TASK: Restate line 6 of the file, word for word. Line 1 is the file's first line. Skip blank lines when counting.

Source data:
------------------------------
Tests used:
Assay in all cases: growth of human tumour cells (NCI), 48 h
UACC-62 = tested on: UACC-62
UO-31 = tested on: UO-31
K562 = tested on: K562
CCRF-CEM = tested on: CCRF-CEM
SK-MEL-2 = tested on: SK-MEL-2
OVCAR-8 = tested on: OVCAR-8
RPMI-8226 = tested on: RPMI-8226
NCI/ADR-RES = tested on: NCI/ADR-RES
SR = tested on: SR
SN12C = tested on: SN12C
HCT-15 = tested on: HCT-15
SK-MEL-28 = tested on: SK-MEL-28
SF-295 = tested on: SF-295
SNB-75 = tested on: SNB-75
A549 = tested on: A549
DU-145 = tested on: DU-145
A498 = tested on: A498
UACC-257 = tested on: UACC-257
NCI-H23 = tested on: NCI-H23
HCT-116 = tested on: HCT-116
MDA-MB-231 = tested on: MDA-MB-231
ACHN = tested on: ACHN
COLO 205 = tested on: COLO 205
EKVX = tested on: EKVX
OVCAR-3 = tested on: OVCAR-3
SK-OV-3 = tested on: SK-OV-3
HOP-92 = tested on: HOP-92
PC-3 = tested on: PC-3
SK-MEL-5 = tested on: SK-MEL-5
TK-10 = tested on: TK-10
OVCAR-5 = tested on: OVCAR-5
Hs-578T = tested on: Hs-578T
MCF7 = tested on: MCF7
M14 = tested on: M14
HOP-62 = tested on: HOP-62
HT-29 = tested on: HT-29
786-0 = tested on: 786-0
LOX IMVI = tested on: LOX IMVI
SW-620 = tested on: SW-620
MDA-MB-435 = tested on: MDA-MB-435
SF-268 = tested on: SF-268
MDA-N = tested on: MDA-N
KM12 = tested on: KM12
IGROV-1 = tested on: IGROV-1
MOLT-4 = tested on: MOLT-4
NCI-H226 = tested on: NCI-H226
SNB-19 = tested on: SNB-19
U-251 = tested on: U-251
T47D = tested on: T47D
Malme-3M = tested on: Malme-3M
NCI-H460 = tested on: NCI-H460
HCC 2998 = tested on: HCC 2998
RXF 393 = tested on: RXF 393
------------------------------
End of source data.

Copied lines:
CCRF-CEM = tested on: CCRF-CEM